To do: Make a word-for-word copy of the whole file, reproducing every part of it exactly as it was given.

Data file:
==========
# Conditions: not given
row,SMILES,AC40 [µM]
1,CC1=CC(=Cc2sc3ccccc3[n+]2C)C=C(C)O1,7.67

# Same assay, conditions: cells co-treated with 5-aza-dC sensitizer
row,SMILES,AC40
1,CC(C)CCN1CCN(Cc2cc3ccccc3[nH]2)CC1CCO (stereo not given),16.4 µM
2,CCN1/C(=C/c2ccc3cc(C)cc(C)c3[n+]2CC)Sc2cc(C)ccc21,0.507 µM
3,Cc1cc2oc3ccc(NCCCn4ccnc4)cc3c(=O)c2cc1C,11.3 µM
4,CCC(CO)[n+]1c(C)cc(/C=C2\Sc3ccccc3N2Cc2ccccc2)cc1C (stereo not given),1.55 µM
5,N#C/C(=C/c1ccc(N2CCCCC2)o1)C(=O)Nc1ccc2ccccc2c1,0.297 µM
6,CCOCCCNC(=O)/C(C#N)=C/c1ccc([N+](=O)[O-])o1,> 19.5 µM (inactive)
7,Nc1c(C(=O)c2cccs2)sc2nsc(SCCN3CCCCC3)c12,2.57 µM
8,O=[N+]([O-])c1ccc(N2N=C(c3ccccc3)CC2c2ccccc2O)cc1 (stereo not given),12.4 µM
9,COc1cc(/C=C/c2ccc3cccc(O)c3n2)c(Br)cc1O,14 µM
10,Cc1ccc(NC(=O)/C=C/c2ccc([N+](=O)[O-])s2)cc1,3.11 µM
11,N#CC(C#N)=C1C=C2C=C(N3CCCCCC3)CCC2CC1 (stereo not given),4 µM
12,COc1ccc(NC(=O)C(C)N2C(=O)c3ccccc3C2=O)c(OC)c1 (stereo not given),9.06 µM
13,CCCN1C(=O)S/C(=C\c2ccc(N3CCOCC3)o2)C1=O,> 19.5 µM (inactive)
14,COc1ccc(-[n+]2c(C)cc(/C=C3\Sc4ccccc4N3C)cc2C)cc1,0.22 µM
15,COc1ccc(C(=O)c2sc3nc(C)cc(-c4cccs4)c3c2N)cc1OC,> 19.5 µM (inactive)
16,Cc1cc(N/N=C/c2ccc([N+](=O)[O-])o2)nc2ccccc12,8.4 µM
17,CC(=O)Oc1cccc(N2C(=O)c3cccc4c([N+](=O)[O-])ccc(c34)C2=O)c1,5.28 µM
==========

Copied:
# Conditions: not given
row,SMILES,AC40 [µM]
1,CC1=CC(=Cc2sc3ccccc3[n+]2C)C=C(C)O1,7.67

# Same assay, conditions: cells co-treated with 5-aza-dC sensitizer
row,SMILES,AC40
1,CC(C)CCN1CCN(Cc2cc3ccccc3[nH]2)CC1CCO (stereo not given),16.4 µM
2,CCN1/C(=C/c2ccc3cc(C)cc(C)c3[n+]2CC)Sc2cc(C)ccc21,0.507 µM
3,Cc1cc2oc3ccc(NCCCn4ccnc4)cc3c(=O)c2cc1C,11.3 µM
4,CCC(CO)[n+]1c(C)cc(/C=C2\Sc3ccccc3N2Cc2ccccc2)cc1C (stereo not given),1.55 µM
5,N#C/C(=C/c1ccc(N2CCCCC2)o1)C(=O)Nc1ccc2ccccc2c1,0.297 µM
6,CCOCCCNC(=O)/C(C#N)=C/c1ccc([N+](=O)[O-])o1,> 19.5 µM (inactive)
7,Nc1c(C(=O)c2cccs2)sc2nsc(SCCN3CCCCC3)c12,2.57 µM
8,O=[N+]([O-])c1ccc(N2N=C(c3ccccc3)CC2c2ccccc2O)cc1 (stereo not given),12.4 µM
9,COc1cc(/C=C/c2ccc3cccc(O)c3n2)c(Br)cc1O,14 µM
10,Cc1ccc(NC(=O)/C=C/c2ccc([N+](=O)[O-])s2)cc1,3.11 µM
11,N#CC(C#N)=C1C=C2C=C(N3CCCCCC3)CCC2CC1 (stereo not given),4 µM
12,COc1ccc(NC(=O)C(C)N2C(=O)c3ccccc3C2=O)c(OC)c1 (stereo not given),9.06 µM
13,CCCN1C(=O)S/C(=C\c2ccc(N3CCOCC3)o2)C1=O,> 19.5 µM (inactive)
14,COc1ccc(-[n+]2c(C)cc(/C=C3\Sc4ccccc4N3C)cc2C)cc1,0.22 µM
15,COc1ccc(C(=O)c2sc3nc(C)cc(-c4cccs4)c3c2N)cc1OC,> 19.5 µM (inactive)
16,Cc1cc(N/N=C/c2ccc([N+](=O)[O-])o2)nc2ccccc12,8.4 µM
17,CC(=O)Oc1cccc(N2C(=O)c3cccc4c([N+](=O)[O-])ccc(c34)C2=O)c1,5.28 µM